I always feel a bit of an imposter in this world of entrepreneurs. I have a background in Politics, I started out running election campaigns for the Lib Dems, then worked in various public policy roles.  I was a consultant for a few years doing Tech policy in London and Brussels, then went off to live and work in New Delhi for 2 years for Michael Bloomberg’s foundation Bloomberg Philanthropies.  I then returned to the UK to work on diplomatic strategy for the British Government in relation to Brexit and finally arrived at Coadec in January 2018. Quite a journey!

As far as entrepreneurialism is concerned and one of the key elements that drew me to the role at Coadec, and something I’ve had the chance to do in a lot of my roles, is to really take something and run with it. Which is ultimately what entrepreneurs do every day.

I would describe my role at Coadec as a translator, where I sit right in the middle of government and the start-up/scale-up community.  I simply translate between the two, on policy for start-ups and on entrepreneurial issues for government.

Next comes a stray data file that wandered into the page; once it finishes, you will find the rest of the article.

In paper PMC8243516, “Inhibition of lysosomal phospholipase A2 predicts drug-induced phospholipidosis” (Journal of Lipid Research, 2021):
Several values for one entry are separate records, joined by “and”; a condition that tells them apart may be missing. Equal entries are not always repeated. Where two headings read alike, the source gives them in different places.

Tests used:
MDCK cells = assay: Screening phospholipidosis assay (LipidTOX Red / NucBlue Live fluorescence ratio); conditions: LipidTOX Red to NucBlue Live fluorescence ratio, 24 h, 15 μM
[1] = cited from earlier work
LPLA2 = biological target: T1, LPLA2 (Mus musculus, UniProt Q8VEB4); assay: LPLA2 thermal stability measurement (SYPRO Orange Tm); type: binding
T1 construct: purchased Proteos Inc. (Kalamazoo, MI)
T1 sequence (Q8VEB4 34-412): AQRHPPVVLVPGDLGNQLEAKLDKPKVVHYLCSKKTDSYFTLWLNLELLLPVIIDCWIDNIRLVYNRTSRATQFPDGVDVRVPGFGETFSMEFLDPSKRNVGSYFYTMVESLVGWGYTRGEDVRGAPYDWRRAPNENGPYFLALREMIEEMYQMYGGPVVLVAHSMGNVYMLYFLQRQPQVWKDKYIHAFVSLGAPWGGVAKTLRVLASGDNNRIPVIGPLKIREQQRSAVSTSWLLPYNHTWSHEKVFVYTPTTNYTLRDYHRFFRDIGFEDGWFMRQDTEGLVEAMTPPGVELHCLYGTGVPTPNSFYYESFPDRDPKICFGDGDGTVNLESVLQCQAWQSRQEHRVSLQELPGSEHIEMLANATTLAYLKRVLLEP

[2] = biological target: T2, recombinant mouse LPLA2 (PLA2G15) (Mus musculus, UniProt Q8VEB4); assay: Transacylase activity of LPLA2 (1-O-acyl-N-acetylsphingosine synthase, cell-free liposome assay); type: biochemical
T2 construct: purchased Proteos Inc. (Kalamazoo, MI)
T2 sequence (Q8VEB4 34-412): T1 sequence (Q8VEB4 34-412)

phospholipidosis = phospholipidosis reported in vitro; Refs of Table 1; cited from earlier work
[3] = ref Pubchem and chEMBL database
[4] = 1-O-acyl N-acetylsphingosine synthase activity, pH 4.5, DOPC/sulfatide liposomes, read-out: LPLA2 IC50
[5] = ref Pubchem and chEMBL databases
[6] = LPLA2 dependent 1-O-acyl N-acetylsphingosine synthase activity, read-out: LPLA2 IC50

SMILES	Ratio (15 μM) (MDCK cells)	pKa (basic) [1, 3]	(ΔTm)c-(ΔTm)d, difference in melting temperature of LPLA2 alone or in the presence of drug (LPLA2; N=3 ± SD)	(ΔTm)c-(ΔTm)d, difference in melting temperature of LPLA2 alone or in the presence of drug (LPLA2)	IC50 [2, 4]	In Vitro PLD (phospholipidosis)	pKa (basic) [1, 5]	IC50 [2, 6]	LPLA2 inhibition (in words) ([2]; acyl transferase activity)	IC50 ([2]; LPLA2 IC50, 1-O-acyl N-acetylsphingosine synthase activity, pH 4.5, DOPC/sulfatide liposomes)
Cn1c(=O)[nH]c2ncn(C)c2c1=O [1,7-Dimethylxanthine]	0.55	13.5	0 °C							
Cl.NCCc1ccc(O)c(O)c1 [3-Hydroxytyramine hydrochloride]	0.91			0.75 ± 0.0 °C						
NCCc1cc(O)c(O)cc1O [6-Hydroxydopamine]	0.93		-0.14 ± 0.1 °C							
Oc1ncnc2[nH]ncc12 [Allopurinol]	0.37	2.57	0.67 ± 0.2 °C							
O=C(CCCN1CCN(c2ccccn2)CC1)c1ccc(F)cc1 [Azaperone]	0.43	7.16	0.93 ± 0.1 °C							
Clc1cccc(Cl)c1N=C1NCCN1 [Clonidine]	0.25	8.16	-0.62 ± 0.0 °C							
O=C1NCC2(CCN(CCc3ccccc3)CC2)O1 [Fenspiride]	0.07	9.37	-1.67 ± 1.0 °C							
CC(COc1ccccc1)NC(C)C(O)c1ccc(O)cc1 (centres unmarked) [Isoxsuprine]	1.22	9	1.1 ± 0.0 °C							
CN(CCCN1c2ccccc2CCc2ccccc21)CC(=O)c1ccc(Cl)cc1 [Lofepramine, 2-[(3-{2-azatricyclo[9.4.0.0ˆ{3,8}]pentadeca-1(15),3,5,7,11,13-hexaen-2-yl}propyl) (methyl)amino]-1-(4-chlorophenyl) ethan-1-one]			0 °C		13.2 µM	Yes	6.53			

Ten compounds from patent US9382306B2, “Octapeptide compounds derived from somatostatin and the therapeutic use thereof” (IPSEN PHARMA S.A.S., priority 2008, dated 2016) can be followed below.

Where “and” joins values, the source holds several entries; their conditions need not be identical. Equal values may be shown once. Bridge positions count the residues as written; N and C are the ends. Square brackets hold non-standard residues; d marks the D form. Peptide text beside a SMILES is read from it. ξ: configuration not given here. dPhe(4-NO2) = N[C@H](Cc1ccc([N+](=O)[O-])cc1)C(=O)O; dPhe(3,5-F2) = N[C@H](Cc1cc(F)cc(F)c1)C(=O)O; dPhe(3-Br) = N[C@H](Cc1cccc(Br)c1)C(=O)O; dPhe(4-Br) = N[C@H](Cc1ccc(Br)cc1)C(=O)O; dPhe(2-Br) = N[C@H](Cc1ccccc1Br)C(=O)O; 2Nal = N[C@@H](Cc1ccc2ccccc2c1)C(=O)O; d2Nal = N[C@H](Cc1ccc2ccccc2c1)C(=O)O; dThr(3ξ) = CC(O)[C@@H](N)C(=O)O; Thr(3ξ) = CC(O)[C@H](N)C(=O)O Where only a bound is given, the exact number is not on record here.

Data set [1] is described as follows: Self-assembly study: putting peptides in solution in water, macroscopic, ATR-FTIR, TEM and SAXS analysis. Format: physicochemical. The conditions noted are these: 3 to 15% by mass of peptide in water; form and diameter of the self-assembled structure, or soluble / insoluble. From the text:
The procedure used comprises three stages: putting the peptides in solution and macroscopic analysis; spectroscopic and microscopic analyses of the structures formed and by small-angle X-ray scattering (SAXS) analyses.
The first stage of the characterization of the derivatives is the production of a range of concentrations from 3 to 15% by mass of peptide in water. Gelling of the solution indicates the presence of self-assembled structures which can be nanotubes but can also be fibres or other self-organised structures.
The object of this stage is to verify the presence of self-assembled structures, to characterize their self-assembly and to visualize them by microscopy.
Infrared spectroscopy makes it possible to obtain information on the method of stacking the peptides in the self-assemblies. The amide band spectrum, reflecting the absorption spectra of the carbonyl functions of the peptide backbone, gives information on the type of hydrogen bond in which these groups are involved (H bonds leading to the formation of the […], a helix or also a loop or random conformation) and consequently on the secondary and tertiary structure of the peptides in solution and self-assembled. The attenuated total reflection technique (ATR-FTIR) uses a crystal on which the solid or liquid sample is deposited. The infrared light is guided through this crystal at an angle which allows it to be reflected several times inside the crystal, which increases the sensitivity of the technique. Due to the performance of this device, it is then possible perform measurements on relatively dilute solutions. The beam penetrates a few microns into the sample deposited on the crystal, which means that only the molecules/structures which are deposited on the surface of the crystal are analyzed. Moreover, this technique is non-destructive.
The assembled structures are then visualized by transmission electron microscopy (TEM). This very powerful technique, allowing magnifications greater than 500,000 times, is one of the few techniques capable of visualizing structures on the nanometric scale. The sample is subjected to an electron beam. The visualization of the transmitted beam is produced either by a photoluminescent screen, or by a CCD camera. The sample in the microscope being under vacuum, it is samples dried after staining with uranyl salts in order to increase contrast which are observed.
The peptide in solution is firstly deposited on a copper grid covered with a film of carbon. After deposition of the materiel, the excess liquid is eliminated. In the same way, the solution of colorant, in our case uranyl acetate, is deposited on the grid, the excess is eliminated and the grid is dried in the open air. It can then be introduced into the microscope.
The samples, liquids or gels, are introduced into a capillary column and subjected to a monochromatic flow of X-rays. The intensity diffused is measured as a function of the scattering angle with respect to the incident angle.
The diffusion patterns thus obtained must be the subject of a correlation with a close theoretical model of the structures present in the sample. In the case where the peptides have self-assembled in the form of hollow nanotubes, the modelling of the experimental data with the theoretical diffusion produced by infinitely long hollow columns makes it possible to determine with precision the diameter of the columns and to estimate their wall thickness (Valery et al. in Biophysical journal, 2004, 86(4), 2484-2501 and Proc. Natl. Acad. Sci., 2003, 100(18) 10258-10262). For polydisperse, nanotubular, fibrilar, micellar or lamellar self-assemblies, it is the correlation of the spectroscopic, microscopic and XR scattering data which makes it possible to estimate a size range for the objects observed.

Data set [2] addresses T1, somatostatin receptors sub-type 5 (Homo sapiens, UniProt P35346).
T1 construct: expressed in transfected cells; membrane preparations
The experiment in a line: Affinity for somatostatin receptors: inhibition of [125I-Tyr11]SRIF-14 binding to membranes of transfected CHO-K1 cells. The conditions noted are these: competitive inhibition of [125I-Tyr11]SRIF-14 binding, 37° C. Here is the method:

Tell is more about Coadec?

The Coadec story is fascinating.  It was founded in 2010 by Mike Butcher from TechCrunch and our current chairman Jeff Lynn who co-founded Seedrs. They started by focusing on campaign work, such as civil liberties, and the way government was using data in the security services etc. Later they hired a full-time Executive Director in the middle of the David Cameron government.  This is when Coadec started to get serious about how to engagement government at a much deeper level, on the issues that mattered for start-ups.  I am the 3rd such Director.